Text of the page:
Pompeo: Trust Trump to 'do the right thing' even though he said he'd break the law to win

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The secretary of state says Americans should trust Trump, who publicly admitted he'd willingly collude with hostile powers in the 2020 election.

Over the weekend, Trump passed the meltdown torch to Secretary of State Mike Pompeo, who spent his time traveling to different Sunday shows to berate the anchors — who rightfully pressed Pompeo about Trump's public admission that he's willing to illegally collude with hostile powers to win reelection in 2020.

Pompeo's disastrous Sunday show tour began on Fox News, where he blew up at "Fox News Sunday" host Chris Wallace when he asked Pompeo about why Trump would "invite" foreign governments to interfere in the 2020 election to help Trump win reelection.

"Is accepting oppo research from foreign governments right or wrong?" Wallace asked Pompeo — a perfectly legitimate question that should be easy to answer.

But Pompeo got irritated, rather than answering with the only legitimate reply, which would be, yes, it's wrong and illegal to accept help from foreign governments.

"Chris, you asked me not to call any of your questions today ridiculous," Pompeo told Wallace. "You came really close right there."

As Wallace continued to press Pompeo for answers about why Trump wouldn't unequivocally denounce foreign interference and go to the FBI if he was approached by any foreign governments trying to meddle in 2020, Pompeo got angrier and angrier.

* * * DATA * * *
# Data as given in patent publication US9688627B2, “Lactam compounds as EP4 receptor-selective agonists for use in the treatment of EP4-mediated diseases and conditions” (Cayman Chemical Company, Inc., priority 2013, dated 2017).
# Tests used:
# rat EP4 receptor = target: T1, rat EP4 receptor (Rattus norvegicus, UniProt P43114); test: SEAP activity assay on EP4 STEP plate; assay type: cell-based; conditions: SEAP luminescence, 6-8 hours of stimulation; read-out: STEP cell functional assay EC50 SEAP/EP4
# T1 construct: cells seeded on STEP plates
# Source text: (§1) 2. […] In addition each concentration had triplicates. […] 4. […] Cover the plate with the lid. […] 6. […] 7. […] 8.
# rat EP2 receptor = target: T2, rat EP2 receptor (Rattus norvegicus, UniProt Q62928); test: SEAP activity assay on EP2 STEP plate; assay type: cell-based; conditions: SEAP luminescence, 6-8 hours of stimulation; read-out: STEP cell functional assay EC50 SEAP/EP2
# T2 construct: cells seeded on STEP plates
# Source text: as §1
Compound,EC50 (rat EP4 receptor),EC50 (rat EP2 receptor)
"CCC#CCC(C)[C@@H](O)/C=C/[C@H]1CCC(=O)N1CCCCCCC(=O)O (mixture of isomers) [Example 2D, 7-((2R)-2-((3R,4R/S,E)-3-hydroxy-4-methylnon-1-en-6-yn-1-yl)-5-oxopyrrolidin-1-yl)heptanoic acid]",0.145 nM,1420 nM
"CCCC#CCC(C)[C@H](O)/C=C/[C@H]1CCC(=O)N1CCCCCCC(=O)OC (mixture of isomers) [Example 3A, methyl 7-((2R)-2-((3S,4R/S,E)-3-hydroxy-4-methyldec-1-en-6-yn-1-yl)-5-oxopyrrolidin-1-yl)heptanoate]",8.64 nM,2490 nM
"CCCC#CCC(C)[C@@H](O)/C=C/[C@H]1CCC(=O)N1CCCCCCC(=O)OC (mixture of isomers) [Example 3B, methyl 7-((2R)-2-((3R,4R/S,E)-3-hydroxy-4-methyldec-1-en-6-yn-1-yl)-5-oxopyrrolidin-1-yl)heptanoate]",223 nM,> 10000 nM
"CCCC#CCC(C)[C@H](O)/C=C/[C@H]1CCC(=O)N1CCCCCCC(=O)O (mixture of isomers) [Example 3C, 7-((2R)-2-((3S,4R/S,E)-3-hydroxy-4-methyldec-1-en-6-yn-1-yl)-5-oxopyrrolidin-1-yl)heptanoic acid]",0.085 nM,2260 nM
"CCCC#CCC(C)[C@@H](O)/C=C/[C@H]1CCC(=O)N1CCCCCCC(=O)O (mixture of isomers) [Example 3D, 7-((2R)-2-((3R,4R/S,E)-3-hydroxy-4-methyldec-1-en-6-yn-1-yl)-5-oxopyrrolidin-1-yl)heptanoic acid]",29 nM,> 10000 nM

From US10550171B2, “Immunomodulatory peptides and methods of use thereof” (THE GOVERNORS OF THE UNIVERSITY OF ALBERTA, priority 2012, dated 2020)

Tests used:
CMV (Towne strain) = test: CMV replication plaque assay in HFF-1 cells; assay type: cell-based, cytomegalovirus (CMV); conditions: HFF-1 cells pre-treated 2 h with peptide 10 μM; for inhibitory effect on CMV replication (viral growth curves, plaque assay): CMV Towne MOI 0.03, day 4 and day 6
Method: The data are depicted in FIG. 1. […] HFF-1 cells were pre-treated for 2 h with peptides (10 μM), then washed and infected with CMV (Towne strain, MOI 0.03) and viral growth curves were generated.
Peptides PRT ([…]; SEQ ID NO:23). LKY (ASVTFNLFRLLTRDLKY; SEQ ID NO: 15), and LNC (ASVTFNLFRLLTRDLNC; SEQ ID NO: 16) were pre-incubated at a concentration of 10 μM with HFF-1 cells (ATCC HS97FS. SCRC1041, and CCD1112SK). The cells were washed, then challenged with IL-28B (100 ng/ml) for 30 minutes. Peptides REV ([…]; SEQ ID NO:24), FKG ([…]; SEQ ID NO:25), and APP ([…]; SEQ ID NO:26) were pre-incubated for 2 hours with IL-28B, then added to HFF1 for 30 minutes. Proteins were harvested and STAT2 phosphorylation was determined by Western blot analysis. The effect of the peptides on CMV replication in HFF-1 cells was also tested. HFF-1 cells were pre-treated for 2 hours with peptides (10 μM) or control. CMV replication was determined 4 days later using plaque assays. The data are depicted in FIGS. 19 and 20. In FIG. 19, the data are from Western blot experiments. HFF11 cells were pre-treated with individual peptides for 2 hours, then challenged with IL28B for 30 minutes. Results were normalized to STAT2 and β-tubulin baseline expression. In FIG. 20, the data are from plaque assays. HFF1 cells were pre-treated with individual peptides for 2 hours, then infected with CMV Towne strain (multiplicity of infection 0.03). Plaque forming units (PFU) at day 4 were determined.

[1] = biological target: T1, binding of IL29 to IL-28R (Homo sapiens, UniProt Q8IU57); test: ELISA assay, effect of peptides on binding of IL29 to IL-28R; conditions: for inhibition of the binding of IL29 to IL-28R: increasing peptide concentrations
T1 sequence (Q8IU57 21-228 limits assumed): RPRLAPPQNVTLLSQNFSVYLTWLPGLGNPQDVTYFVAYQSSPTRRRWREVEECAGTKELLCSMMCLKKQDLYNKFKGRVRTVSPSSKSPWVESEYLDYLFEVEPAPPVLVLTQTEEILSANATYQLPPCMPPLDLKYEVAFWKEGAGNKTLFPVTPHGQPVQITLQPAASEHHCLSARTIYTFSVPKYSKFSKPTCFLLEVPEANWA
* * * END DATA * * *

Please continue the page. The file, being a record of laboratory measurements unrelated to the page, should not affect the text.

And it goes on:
"I came on to talk about foreign policy and I think [this is] the third time you've asked me about a Washington piece of silliness," Pompeo said, ridiculously saying that Trump's admission that he'd engage in illegal behavior in 2020 is something everyone should just ignore and let slide.

Pompeo also went on CBS News' "Face the Nation," where he was less combative but still gave ridiculous answers when it came to the Trump collusion admission.

Pompeo told host Margaret Brennan that Trump would "do the right thing" when it came to foreign interference, but refused to say what the right thing was, or if that was contacting the FBI — which Trump said he wouldn't do.

Of course, no one should trust that Trump would "do the right thing."

Former special counsel Robert Mueller's report explicitly said that Trump's campaign in 2016 welcomed the Russian interference because they knew it would help their side.

And since becoming president, Trump has spilled information to the Russians that he shouldn't have, including during an Oval Office meeting.

In fact, a New York Times report over the weekend said that Trump hasn't even been briefed on plans for how to fight back against Russian cyber attacks because they are worried Trump would ruin their efforts by telling foreign people details about the efforts.

Ultimately, Pompeo really had no good defense of Trump's comments on collusion. And because of that, he lashed out and made a fool of himself.

There is no winning as a member of the Trump administration, only the opportunity to debase yourself and tarnish whatever legacy you may have had.

Published with permission of The American Independent.